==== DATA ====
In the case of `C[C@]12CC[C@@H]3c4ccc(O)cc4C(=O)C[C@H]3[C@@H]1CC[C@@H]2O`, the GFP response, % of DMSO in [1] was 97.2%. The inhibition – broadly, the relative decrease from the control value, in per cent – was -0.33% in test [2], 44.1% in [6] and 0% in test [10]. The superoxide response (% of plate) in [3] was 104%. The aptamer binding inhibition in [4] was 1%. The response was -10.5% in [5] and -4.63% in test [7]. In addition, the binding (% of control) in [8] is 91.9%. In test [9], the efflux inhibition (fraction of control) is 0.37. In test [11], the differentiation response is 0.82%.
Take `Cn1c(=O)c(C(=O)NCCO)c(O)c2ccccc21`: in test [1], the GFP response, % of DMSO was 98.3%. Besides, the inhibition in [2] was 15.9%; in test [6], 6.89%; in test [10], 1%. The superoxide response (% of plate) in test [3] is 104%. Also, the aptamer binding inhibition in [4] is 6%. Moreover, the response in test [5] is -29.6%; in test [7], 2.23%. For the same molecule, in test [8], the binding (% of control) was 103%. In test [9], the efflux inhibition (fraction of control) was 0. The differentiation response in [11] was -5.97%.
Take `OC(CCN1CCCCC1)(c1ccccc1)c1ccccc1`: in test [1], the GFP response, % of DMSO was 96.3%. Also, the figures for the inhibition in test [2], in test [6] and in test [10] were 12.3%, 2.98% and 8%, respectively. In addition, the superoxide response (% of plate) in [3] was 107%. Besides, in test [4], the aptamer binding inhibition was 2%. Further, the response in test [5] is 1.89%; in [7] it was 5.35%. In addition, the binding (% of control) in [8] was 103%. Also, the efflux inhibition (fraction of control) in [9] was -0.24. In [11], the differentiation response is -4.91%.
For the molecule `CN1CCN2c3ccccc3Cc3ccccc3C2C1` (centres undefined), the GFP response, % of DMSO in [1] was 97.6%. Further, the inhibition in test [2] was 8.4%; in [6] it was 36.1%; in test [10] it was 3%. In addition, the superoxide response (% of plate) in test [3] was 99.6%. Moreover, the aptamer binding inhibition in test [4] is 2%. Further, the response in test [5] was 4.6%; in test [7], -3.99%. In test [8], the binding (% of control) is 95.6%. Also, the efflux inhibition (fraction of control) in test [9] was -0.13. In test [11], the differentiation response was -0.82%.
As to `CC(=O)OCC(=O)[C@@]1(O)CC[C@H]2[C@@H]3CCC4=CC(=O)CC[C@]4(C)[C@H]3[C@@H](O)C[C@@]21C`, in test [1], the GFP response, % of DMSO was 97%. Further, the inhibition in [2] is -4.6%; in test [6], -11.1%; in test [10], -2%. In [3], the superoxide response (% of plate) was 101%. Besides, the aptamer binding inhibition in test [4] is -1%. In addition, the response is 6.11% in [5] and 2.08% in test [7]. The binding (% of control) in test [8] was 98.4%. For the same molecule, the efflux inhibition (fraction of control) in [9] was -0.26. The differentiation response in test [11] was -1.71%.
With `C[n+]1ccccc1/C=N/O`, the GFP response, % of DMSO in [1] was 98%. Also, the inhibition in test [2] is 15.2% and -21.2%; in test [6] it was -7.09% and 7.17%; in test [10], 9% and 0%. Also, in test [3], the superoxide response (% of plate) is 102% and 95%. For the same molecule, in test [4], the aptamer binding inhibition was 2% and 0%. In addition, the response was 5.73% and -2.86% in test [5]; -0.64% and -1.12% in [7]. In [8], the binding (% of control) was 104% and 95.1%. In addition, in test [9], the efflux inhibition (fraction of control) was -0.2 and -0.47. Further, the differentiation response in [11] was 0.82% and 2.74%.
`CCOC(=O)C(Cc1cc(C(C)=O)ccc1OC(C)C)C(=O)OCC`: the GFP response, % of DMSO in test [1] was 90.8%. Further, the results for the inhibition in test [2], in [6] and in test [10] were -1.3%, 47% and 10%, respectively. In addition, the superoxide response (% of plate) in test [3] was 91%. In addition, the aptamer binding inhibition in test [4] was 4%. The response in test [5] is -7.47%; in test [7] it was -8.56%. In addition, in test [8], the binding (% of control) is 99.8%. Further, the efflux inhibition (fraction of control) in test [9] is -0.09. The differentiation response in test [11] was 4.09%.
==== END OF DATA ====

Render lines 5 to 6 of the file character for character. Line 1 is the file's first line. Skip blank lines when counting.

As to `CC(=O)OCC(=O)[C@@]1(O)CC[C@H]2[C@@H]3CCC4=CC(=O)CC[C@]4(C)[C@H]3[C@@H](O)C[C@@]21C`, in test [1], the GFP response, % of DMSO was 97%. Further, the inhibition in [2] is -4.6%; in test [6], -11.1%; in test [10], -2%. In [3], the superoxide response (% of plate) was 101%. Besides, the aptamer binding inhibition in test [4] is -1%. In addition, the response is 6.11% in [5] and 2.08% in test [7]. The binding (% of control) in test [8] was 98.4%. For the same molecule, the efflux inhibition (fraction of control) in [9] was -0.26. The differentiation response in test [11] was -1.71%.
With `C[n+]1ccccc1/C=N/O`, the GFP response, % of DMSO in [1] was 98%. Also, the inhibition in test [2] is 15.2% and -21.2%; in test [6] it was -7.09% and 7.17%; in test [10], 9% and 0%. Also, in test [3], the superoxide response (% of plate) is 102% and 95%. For the same molecule, in test [4], the aptamer binding inhibition was 2% and 0%. In addition, the response was 5.73% and -2.86% in test [5]; -0.64% and -1.12% in [7]. In [8], the binding (% of control) was 104% and 95.1%. In addition, in test [9], the efflux inhibition (fraction of control) was -0.2 and -0.47. Further, the differentiation response in [11] was 0.82% and 2.74%.